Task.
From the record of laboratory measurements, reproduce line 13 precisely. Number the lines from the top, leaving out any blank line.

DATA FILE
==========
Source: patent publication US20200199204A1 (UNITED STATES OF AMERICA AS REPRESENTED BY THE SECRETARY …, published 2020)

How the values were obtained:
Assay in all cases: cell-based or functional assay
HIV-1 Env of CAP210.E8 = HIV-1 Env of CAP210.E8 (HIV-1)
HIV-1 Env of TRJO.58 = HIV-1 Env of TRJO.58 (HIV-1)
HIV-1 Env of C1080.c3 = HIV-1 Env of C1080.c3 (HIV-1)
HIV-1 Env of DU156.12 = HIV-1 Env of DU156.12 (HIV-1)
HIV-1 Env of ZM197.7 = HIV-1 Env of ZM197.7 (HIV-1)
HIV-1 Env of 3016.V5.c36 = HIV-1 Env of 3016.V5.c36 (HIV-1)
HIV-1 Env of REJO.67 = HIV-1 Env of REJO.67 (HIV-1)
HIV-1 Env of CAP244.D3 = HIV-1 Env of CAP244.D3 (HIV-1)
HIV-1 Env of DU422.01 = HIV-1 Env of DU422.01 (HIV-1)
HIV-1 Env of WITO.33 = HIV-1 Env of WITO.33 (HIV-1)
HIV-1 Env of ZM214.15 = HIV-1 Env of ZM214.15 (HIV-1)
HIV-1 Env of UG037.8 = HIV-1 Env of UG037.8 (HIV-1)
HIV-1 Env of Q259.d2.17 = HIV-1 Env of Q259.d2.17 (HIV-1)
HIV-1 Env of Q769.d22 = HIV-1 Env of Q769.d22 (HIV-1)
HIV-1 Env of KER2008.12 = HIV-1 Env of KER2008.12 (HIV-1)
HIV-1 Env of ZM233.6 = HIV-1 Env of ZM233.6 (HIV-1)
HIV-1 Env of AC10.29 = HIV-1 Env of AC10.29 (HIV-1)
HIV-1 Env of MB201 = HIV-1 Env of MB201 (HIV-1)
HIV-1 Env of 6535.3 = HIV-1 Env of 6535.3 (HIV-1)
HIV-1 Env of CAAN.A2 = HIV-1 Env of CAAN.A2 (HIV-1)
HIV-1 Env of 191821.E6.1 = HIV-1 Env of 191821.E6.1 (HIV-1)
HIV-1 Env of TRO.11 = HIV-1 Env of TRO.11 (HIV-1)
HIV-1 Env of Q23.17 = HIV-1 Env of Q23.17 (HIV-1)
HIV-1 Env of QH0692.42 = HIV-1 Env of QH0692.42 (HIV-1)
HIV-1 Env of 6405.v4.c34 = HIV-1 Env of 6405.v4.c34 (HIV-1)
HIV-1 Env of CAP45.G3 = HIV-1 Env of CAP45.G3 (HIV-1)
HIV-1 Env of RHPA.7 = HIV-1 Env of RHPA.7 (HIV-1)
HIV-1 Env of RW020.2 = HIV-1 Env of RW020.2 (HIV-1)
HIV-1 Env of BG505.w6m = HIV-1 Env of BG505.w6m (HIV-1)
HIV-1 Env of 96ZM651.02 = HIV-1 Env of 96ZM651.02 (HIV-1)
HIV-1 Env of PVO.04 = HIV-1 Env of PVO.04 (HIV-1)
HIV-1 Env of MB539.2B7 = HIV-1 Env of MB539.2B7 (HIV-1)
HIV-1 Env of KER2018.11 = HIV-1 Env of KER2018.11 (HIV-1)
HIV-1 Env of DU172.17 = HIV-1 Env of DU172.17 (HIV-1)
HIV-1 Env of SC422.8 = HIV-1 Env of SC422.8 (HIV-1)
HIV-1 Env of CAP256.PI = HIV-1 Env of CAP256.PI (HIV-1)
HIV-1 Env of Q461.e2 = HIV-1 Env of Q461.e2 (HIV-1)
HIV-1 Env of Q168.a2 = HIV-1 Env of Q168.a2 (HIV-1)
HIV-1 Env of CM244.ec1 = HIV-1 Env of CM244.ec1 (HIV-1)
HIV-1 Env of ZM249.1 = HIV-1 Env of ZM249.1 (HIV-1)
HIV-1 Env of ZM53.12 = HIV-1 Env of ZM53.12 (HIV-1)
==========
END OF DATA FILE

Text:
HIV-1 Env of WITO.33 = HIV-1 Env of WITO.33 (HIV-1)